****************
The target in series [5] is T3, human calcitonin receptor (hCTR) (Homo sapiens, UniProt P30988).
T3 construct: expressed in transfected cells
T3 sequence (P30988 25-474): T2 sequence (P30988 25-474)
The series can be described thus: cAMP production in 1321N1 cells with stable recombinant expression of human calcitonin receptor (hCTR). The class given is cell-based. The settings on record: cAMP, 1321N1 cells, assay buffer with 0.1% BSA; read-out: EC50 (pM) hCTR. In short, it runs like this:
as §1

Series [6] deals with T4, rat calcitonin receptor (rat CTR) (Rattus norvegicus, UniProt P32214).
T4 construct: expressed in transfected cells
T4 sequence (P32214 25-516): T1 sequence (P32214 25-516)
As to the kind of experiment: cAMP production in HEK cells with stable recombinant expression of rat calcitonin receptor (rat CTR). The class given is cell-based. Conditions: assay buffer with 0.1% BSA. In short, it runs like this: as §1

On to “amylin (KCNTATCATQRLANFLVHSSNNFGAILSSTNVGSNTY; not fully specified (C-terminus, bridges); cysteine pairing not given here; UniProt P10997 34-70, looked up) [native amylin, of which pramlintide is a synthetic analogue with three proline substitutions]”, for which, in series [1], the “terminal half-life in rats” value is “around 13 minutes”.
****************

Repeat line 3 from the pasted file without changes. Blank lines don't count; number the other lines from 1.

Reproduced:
T3 sequence (P30988 25-474): T2 sequence (P30988 25-474)